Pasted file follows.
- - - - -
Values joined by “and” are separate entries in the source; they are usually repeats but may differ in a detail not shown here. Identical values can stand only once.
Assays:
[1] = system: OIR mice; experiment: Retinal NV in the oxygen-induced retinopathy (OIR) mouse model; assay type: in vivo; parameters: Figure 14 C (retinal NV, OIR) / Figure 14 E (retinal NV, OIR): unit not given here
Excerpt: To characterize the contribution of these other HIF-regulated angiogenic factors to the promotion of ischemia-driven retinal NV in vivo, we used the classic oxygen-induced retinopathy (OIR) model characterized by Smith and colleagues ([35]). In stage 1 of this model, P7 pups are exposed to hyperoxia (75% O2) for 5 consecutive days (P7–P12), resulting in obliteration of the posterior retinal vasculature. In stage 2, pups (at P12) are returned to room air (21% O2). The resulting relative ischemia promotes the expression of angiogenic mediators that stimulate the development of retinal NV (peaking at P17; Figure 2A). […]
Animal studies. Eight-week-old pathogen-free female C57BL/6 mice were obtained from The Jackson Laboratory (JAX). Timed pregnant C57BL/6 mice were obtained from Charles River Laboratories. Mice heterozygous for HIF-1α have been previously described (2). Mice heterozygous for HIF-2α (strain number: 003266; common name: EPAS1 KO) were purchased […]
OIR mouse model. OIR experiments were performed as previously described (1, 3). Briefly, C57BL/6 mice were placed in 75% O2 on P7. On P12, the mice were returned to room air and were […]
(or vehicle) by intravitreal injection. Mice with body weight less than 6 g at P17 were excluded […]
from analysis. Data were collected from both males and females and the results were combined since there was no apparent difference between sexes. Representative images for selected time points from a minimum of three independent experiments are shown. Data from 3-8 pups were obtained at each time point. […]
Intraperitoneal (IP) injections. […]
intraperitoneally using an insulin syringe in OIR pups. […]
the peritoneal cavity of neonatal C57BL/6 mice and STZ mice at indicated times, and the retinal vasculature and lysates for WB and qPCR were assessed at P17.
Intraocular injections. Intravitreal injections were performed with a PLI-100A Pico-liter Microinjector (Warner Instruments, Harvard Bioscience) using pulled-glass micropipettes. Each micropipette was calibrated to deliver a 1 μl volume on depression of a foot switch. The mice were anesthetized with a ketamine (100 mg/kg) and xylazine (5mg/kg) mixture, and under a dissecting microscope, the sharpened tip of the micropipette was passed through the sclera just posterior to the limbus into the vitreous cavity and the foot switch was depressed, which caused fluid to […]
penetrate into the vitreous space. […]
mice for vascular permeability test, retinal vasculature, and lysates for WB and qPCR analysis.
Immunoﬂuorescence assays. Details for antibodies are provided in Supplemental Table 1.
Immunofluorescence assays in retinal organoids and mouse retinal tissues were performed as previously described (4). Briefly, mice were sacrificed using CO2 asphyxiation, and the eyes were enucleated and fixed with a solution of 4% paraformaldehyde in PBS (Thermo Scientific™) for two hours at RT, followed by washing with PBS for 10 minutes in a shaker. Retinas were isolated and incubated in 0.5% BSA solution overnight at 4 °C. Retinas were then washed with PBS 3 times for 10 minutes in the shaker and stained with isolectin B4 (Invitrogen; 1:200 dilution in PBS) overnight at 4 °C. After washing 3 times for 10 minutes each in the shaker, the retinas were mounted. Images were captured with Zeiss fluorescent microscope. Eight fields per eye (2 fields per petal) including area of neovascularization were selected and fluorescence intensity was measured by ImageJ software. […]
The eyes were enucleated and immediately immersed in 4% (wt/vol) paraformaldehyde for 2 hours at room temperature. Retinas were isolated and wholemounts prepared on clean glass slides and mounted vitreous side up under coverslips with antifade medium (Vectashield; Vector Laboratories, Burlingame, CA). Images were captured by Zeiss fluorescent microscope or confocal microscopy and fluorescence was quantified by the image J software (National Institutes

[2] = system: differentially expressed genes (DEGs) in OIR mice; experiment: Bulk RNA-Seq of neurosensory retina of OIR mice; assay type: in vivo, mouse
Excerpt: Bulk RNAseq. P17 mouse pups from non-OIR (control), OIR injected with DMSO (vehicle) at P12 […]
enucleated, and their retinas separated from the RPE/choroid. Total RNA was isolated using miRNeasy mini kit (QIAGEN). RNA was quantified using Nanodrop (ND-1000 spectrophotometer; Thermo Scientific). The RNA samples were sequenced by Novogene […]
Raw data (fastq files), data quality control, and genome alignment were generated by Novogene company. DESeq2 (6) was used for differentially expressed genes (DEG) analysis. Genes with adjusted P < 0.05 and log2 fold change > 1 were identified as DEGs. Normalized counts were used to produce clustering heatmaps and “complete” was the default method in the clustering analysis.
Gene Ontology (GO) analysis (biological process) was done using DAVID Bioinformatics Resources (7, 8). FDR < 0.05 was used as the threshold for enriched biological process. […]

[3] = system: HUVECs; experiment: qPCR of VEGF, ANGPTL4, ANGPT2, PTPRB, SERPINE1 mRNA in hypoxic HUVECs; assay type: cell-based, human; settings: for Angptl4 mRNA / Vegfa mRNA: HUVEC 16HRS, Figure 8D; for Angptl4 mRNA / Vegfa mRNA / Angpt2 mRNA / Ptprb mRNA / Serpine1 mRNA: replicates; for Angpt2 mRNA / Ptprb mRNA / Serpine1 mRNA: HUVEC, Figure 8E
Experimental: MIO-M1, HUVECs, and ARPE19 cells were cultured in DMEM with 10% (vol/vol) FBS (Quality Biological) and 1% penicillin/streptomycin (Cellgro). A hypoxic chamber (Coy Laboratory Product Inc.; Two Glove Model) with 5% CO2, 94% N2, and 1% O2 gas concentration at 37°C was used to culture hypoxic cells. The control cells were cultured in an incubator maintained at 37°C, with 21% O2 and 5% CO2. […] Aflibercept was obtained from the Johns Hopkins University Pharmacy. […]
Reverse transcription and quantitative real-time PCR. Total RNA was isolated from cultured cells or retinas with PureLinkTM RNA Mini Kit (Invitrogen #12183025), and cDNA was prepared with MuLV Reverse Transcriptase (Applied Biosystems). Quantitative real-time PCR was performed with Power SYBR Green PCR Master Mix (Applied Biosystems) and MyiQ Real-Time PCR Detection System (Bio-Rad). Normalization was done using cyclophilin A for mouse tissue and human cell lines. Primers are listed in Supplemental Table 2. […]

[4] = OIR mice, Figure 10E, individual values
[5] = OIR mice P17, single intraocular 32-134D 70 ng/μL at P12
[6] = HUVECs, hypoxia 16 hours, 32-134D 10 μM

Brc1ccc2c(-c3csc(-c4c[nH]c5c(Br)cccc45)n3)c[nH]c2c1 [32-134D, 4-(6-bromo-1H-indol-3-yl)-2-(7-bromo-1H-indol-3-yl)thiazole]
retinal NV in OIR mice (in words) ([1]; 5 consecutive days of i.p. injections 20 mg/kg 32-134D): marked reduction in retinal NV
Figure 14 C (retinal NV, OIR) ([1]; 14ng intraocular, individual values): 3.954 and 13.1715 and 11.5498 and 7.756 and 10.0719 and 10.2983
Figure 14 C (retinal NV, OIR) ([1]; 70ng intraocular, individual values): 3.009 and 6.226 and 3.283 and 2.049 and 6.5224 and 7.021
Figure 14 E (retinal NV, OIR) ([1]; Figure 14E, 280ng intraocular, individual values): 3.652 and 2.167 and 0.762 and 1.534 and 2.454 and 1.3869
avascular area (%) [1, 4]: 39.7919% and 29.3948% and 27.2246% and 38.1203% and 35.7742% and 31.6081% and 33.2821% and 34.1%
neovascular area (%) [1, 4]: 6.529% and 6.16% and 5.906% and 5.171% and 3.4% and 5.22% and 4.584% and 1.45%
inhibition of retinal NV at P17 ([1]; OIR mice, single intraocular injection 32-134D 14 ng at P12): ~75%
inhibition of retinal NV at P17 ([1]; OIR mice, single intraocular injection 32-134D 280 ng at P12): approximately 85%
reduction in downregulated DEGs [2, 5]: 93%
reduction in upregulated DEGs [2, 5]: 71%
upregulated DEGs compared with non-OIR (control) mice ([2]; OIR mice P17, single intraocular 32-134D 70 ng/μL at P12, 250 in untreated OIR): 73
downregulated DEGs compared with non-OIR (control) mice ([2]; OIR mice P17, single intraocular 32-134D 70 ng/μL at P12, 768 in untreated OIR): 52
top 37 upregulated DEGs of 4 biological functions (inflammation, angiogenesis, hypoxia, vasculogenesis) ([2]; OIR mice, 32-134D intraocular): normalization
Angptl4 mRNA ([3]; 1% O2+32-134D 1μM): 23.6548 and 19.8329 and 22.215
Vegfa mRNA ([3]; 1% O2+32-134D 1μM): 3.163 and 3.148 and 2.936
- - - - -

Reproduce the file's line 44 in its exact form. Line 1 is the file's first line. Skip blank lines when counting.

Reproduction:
Vegfa mRNA ([3]; 1% O2+32-134D 1μM): 3.163 and 3.148 and 2.936